Ling 131: Language & Style
Topic 4 (session A) - The grammar of simple sentences > Session overview
|What is/are grammar(s) (for)?|
|Style, meaning and the structure of sentences|
|SPOCA analysis and what it can show|
|Subject manipulation in text|
|SPOCA Self Test|
|Topic 4 'tool' Summary|
What will we learn in this topic?
So far in our exploration of the use of grammar in texts we have looked
In this topic we will explore how these five kinds of phrases are linked together to form simple sentences. We will begin by working with our intuitions, to help show how the ordering of the constituents of simple sentences can be varied to produce deviations (and so foregrounding). But most of our effort in this topic will be focused on understanding how the grammar of simple sentences works, so that we can use this form of analysis later in this topic, and in future topics, to help us describe how meanings and effects can be created using simple sentence grammar.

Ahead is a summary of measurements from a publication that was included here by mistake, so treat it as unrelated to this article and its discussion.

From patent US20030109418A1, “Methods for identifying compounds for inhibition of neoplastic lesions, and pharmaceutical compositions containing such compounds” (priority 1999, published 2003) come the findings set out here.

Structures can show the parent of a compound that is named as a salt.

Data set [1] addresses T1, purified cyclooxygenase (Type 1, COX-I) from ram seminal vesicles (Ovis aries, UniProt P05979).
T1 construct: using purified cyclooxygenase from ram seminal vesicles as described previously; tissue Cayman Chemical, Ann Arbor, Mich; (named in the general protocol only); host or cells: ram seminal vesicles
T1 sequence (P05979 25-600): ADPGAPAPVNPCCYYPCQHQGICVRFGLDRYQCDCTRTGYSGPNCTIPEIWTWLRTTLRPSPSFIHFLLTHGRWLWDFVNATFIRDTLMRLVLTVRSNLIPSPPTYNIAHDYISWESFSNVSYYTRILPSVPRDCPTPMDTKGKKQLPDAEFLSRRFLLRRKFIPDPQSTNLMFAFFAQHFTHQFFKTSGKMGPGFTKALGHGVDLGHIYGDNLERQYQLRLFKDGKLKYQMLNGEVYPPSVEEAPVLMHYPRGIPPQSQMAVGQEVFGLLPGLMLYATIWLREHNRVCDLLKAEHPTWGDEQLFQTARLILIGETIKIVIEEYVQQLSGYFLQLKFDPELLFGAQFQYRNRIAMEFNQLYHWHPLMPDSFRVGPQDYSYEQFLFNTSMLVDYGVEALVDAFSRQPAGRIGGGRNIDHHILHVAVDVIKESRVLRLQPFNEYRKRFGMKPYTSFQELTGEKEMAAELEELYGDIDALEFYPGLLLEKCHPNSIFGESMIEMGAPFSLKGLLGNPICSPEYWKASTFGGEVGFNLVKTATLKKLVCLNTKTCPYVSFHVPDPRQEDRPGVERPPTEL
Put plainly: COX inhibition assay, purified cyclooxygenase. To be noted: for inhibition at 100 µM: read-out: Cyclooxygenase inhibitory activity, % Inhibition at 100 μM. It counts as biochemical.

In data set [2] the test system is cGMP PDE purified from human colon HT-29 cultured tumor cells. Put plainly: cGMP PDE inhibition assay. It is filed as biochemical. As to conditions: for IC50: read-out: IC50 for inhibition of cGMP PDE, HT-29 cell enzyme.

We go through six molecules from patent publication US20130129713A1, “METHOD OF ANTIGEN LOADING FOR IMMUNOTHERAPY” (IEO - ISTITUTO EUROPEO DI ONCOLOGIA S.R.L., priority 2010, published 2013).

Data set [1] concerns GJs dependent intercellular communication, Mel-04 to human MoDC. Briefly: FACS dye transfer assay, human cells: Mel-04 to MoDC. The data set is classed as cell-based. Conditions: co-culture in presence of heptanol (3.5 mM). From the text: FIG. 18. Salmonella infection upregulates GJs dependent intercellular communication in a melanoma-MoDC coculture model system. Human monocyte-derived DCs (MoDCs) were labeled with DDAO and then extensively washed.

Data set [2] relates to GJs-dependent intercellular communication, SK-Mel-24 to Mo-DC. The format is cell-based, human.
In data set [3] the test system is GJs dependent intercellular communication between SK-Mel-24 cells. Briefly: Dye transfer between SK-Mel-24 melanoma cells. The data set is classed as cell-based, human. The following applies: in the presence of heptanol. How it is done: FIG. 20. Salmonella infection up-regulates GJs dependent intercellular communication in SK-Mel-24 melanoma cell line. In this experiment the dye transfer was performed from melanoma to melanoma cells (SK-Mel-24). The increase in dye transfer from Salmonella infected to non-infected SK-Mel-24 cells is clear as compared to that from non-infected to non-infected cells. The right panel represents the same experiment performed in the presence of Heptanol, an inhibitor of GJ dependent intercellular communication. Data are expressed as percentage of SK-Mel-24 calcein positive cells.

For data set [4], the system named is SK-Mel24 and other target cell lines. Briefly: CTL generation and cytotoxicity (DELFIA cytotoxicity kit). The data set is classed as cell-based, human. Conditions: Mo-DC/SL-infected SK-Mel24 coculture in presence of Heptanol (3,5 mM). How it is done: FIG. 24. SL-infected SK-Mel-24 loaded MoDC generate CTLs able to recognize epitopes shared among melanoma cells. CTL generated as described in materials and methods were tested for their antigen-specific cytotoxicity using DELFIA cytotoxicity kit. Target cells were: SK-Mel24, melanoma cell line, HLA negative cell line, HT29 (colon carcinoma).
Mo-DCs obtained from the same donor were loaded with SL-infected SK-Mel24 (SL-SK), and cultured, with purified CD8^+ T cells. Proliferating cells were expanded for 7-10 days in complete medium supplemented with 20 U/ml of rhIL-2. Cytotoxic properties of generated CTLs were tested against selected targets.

The simple sentences we discuss in this session can, in turn, be joined
together in various ways to form more complex sentences. When this happens,
the 'simple sentence' parts of the more complex sentences are often referred
to as clauses,
and we will look at some clauses (extracted from more complex sentences
from Ted Hughes's poem 'Esther's Tomcat') in our first main page in this
topic. But we will not deal with the structure
of more complex sentences until a later session in the course.